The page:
39. 39. Kontur P, Dawson R, Monjan A (1984) Manipulation of mobile phase parameters for the HPLC separation of endogenous monoamines in rat brain tissue. J Neurosci Methods 11: 5–18.
  40. 40. Alburges ME, Narang N, Wamsley JK (1993) A sensitive and rapid HPLC-ECD method for the simultaneous analysis of norepinephrine, dopamine, serotonin and their primary metabolites in brain tissue. Biomedical chromatography : BMC 7: 306–310.
  41. 41. Vandesompele J, De Preter K, Pattyn F, Poppe B, Van Roy N, et al. (2002) Accurate normalization of real-time quantitative RT-PCR data by geometric averaging of multiple internal control genes. Genome Biol 3: 1–12.
  42. 42. Weickert CS, Sheedy D, Rothmond DA, Dedova I, Fung S, et al. (2010) Selection of reference gene expression in a schizophrenia brain cohort. Aust N Z J Psychiatry 44: 59–70.
  43. 43. Huck SW (2009) Statistical Misconceptions. Knoxville: Psychology Press, Taylor and Francis Group.
  44. 44. Johnson ML, Day A, Ho CC, David Walker Q, Francis R, et al. (2010) Androgen decreases dopamine neurone survival in rat midbrain. J Neuroendocrinol 22: 238–247.
  45. 45. Lacey MG, Mercuri NB, North RA (1987) Dopamine acts on D2 receptors to increase potassium conductance in neurones of the rat substantia nigra zona compacta. The Journal of physiology 392: 397–416.
  46. 46. Beckstead MJ, Grandy DK, Wickman K, Williams JT (2004) Vesicular dopamine release elicits an inhibitory postsynaptic current in midbrain dopamine neurons. Neuron 42: 939–946.
  47. 47. Ciliax BJ, Drash GW, Staley JK, Haber S, Mobley CJ, et al. (1999) Immunocytochemical localization of the dopamine transporter in human brain. J Comp Neurol 409: 38–56.
  48. 48. Hersch SM, Yi H, Heilman CJ, Edwards RH, Levey AI (1997) Subcellular localization and molecular topology of the dopamine transporter in the striatum and substantia nigra. J Comp Neurol 388: 211–227.
  49. 49. Nirenberg MJ, Vaughan RA, Uhl GR, Kuhar MJ, Pickel VM (1996) The dopamine transporter is localized to dendritic and axonal plasma membranes of nigrostriatal dopaminergic neurons. J Neuroscience 16: 436–447.
  50. 50. Nirenberg MJ, Chan J, Liu Y, Edwards RH, Pickel VM (1996) Ultrastructural localization of the vesicular monoamine transporter-2 in midbrain dopaminergic neurons: potential sites for somatodendritic storage and release of dopamine. J Neuroscience 16: 4135–4145.
  51. 51. Leung A, Chue P (2000) Sex differences in schizophrenia, a review of the literature. Acta psychiatrica Scandinavica Supplementum 401: 3–38.
  52. 52. Aleman A, Kahn RS, Selten JP (2003) Sex differences in the risk of schizophrenia: evidence from meta-analysis. Arch Gen Psychiatry 60: 565–571.
  53. 53. McGrath J, Saha S, Welham J, El Saadi O, MacCauley C, et al. (2004) A systematic review of the incidence of schizophrenia: the distribution of rates and the influence of sex, urbanicity, migrant status and methodology. BMC medicine 2: 13.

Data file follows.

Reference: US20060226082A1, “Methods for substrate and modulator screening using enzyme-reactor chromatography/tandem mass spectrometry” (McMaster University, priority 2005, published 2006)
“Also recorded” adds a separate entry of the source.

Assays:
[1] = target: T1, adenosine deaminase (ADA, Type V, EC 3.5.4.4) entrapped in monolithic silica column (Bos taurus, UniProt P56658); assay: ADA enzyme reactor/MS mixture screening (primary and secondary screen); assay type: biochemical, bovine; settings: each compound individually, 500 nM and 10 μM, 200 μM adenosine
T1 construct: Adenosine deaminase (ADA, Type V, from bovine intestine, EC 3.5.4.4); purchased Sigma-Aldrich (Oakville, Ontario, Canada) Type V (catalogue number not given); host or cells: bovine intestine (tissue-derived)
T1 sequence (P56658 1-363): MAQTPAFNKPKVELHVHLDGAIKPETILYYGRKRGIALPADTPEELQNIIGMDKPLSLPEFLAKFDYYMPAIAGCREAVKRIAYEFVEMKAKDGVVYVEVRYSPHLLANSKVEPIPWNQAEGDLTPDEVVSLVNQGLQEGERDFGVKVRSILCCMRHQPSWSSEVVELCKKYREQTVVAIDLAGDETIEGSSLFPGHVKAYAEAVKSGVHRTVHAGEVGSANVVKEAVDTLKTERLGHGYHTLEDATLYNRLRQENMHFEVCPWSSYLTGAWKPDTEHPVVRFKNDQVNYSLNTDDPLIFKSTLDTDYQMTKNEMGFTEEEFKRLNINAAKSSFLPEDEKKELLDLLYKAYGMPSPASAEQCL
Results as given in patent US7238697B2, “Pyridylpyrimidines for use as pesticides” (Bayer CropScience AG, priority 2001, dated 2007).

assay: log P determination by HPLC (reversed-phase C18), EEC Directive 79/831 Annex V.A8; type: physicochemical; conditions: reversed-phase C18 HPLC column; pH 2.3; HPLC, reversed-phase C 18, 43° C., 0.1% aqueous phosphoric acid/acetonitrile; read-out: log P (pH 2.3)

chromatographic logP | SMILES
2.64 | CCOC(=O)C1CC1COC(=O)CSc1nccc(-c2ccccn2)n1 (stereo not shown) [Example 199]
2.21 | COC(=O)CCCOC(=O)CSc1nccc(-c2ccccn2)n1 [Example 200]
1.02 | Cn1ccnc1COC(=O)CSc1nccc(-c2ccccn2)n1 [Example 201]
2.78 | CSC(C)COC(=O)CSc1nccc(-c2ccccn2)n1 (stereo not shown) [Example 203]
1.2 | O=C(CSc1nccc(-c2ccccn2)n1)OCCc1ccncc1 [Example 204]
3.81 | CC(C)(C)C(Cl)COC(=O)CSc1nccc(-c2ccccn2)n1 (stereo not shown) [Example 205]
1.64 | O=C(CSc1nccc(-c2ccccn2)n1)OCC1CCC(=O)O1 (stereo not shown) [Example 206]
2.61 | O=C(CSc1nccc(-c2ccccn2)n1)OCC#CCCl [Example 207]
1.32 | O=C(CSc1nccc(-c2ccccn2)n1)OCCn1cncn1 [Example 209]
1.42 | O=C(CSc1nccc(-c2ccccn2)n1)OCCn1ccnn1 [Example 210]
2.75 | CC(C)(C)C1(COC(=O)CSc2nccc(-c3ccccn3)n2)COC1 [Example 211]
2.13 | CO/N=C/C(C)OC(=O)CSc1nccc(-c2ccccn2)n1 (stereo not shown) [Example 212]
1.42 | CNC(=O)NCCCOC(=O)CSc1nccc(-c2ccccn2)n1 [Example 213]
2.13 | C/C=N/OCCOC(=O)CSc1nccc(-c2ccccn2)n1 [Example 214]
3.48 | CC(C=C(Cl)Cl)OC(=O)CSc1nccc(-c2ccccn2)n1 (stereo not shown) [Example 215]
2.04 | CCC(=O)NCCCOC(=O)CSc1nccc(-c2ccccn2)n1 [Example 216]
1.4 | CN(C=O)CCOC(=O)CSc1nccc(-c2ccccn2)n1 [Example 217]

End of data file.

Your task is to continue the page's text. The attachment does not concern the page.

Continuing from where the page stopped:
54. 54. Korenbrot CC, Huhtaniemi IT, Weiner RI (1977) Preputial separation as an external sign of pubertal development in the male rat. Biology of reproduction 17: 298–303.
  55. 55. Lewis EM, Barnett JF Jr, Freshwater L, Hoberman AM, Christian MS (2002) Sexual maturation data for Crl Sprague-Dawley rats: criteria and confounding factors. Drug and chemical toxicology 25: 437–458.
  56. 56. Aubele T, Kritzer MF (2011) Gonadectomy and hormone replacement affects in vivo basal extracellular dopamine levels in the prefrontal cortex but not motor cortex of adult male rats. Cereb Cortex 21: 222–232.
  57. 57. Hermans EJ, Bos PA, Ossewaarde L, Ramsey NF, Fernandez G, et al. (2010) Effects of exogenous testosterone on the ventral striatal BOLD response during reward anticipation in healthy women. NeuroImage 52: 277–283.
  58. 58. Glatt SJ, Faraone SV, Tsuang MT (2003) Meta-analysis identifies an association between the dopamine D2 receptor gene and schizophrenia. Mol Psychiatry 8: 911–915.
  59. 59. Glatt SJ, Jonsson EG (2006) The Cys allele of the DRD2 Ser311Cys polymorphism has a dominant effect on risk for schizophrenia: evidence from fixed- and random-effects meta-analyses. American journal of medical genetics Part B, Neuropsychiatric genetics : the official publication of the International Society of Psychiatric Genetics 141B: 149–154.
  60. 60. Simons CJ, van Winkel R (2012) Intermediate Phenotype Analysis of Patients, Unaffected Siblings, and Healthy Controls Identifies VMAT2 as a Candidate Gene for Psychotic Disorder and Neurocognition. Schizophr Bull.
  61. 61. Egan MF, Goldberg TE, Kolachana BS, Callicott JH, Mazzanti CM, et al. (2001) Effect of COMT Val108/158 Met genotype on frontal lobe function and risk for schizophrenia. Proc Natl Acad Sci U S A 98: 6917–6922.
  62. 62. Akil M, Kolachana BS, Rothmond DA, Hyde TM, Weinberger DR, et al. (2003) Catechol-O-methyltransferase genotype and dopamine regulation in the human brain. J Neurosci 23: 2008–2013.
  63. 63. Weickert CS, Miranda-Angulo AL, Wong J, Perlman WR, Ward SE, et al. (2008) Variants in the estrogen receptor alpha gene and its mRNA contribute to risk for schizophrenia. Hum Mol Genet 17: 2293–2309.
  64. 64. Wood RI (2008) Anabolic-androgenic steroid dependence? Insights from animals and humans. Frontiers in neuroendocrinology 29: 490–506.